Re:

    The standard 2 places: High Executive Salaries for the collection services; and LOTS of campaign contributions.

    reply to this | link to this | view in thread ]

  3. icon
    Wittylama (profile), 26 May 2017 @ 6:37am

    Re:

    The unofficial answer, revealed recently, is that they've been keeping it in a "fighting fund" - to lobby against Fair Use. http://www.smh.com.au/federal-politics/political-news/copyright-agency-diverts-funds-meant-for-autho rs-to-15m-fighting-fund-20170420-gvol0w.html

    reply to this | link to this | view in thread ]

  4. identicon
    Anonymous Coward, 26 May 2017 @ 6:44am

    Re: Re:

    Funny isn't it that all these groups and companies that claim to be working for the poor starving artists pay large salaries, and make good profits, while the majority of artists remain poor and starving.

    reply to this | link to this | view in thread ]

  5. identicon
    Kronomex, 26 May 2017 @ 3:24pm

    How dare the little peons ask for Fair Use! Our gubmint is beholden to the golden pig troughs of the corporations and Rupert (all hail the Rupert). The reports might reccommend fair use but donations and Rupert (hail Rupert) speak louder.

    reply to this | link to this | view in thread ]

  6. icon
    Bergman (profile), 26 May 2017 @ 4:53pm

    Given how the US hates foreign countries adopting Fair Use...

    Can we expect the USA to be listed in the Special 301 report for having it too, some day?

    reply to this | link to this | view in thread ]

  7. icon
    G Thompson (profile), 27 May 2017 @ 2:58am

    Re:

    reply to this | link to this | view in thread ]

  8. identicon
    after world war 3, 27 May 2017 @ 4:25am

    yes after world war 3 they will be all gone. just like after world war 2 they got rid of the red flag man for cars so they could use them the way they were supposed to be used, for fast reliable transport instead of for driving behind a flag bearing man because of corruption and greed of the horse industry. yes, indeed, the copyright cartell will be dead after world war 3 starting in your neighbour hood right now. just ask trump.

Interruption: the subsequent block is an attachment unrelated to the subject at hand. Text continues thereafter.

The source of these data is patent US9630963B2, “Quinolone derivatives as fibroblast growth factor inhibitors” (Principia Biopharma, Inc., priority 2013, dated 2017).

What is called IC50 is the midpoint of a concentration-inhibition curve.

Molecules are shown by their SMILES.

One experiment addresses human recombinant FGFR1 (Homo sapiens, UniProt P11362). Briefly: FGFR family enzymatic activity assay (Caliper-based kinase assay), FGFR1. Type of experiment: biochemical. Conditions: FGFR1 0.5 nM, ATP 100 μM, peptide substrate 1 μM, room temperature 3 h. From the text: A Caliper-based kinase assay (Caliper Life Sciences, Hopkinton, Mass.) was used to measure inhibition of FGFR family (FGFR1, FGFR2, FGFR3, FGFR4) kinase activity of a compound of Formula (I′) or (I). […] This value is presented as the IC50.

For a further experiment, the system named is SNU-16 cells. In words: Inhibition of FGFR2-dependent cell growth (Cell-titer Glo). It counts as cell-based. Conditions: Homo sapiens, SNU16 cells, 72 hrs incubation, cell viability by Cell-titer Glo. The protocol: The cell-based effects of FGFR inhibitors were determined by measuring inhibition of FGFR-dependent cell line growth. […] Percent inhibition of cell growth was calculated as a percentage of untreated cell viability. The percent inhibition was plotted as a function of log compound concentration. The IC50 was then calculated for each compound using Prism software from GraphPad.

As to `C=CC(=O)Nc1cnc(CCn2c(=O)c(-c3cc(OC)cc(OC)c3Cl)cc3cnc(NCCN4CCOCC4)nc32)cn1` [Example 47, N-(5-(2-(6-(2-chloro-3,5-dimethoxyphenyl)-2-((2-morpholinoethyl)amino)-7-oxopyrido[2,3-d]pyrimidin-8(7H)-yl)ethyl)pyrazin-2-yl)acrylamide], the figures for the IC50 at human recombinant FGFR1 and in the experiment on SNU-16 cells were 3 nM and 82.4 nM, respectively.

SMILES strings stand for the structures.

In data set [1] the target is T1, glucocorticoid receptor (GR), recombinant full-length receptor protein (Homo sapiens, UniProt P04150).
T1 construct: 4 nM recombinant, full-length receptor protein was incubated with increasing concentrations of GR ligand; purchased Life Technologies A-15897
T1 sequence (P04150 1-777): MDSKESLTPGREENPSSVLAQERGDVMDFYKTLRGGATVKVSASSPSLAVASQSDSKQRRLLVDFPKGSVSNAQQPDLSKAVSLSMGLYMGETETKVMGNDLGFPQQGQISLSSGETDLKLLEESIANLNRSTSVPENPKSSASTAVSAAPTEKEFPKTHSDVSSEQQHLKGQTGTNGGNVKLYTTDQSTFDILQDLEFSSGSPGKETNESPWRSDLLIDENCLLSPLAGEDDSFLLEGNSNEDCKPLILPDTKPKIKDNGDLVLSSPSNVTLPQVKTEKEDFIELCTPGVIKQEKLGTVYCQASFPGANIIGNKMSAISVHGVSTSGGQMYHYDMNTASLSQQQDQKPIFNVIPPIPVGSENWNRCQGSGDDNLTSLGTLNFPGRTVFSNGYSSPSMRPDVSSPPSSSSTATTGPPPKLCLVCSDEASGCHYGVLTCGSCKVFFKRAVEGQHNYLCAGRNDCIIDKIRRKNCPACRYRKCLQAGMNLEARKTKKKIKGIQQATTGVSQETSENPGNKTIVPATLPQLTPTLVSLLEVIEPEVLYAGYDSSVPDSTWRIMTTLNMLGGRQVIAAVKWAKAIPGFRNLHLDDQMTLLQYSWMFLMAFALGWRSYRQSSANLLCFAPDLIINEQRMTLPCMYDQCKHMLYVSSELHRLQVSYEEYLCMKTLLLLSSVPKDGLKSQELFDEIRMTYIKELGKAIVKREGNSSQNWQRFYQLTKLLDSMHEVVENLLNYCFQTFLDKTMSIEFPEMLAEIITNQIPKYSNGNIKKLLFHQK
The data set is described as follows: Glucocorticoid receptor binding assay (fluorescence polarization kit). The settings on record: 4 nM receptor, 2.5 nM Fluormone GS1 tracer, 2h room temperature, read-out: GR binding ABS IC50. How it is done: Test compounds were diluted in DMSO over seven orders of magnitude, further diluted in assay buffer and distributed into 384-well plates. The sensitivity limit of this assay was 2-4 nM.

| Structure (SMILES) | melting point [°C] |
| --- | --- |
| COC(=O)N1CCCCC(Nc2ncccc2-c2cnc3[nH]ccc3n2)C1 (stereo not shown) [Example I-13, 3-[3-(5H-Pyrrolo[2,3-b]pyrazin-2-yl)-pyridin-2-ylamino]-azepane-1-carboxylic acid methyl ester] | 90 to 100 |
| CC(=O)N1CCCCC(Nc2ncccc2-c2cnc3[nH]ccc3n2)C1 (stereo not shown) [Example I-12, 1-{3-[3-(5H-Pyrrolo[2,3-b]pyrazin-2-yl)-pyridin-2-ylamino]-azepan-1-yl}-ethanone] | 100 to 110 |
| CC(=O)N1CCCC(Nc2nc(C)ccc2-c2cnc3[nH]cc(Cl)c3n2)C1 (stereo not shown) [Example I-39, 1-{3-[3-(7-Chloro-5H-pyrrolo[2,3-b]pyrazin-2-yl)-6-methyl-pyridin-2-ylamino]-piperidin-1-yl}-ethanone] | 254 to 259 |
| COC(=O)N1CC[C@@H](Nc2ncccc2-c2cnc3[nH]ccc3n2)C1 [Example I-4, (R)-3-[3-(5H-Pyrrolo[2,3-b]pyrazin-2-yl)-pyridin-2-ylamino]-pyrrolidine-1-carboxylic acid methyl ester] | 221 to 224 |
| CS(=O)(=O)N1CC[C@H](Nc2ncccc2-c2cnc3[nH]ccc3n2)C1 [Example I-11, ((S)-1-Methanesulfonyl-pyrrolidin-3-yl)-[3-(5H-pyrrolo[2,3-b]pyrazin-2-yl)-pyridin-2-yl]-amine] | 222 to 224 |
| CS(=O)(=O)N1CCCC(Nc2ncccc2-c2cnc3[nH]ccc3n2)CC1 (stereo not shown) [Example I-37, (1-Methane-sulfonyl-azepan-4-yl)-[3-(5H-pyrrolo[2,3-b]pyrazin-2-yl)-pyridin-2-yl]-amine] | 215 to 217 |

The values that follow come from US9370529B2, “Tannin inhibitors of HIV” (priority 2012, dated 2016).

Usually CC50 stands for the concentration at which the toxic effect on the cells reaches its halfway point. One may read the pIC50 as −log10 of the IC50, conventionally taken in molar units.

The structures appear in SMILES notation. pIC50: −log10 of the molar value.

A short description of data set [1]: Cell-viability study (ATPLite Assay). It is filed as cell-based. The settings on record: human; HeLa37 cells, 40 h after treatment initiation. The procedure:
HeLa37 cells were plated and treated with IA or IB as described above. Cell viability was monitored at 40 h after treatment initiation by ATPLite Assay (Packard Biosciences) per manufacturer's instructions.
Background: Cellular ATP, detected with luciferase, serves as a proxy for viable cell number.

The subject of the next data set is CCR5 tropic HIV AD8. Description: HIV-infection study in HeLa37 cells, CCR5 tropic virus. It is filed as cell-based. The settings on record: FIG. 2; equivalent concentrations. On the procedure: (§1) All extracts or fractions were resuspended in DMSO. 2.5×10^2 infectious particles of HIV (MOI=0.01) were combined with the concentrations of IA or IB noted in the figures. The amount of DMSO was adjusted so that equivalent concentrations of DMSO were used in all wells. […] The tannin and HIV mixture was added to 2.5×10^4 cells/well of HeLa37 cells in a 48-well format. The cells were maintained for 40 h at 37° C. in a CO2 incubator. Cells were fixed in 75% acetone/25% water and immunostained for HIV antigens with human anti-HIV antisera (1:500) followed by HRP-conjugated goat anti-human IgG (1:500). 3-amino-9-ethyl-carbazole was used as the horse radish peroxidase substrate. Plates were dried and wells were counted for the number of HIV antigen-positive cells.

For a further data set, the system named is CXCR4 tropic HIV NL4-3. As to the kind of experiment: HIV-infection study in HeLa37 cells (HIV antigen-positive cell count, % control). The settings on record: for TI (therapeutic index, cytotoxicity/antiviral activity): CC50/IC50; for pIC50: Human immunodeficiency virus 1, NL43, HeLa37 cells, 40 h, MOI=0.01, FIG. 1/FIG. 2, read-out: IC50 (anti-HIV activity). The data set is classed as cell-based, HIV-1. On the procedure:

reply to this | link to this | view in thread ]

  9. identicon
    Pat Aufderheide, 27 May 2017 @ 3:16pm

    Re: where does the money go?

    In the case of the $11M referred to, it actually goes to a war chest to create public campaigns against fair use and indeed any change in the exceptions policy. Note that the $15M referred to in teh artice linked here is in AUD. http://www.smh.com.au/federal-politics/political-news/copyright-agency-diverts-funds-meant-for-autho rs-to-15m-fighting-fund-20170420-gvol0w.html

    reply to this | link to this | view in thread ]

  10. icon
    MrTroy (profile), 29 May 2017 @ 1:02am

    Re: Re: where does the money go?

    If you think about it, this is quite the grand money laundering scheme. They can't exactly pay the money to themselves directly... but who would complain about war chests fighting on behalf of the poor starving artists?

    How is the money used? Well, it pays for advertisements in traditional media outlets, and other ventures significantly owned by the people who wanted the money in the first place. All legal!

    reply to this | link to this | view in thread ]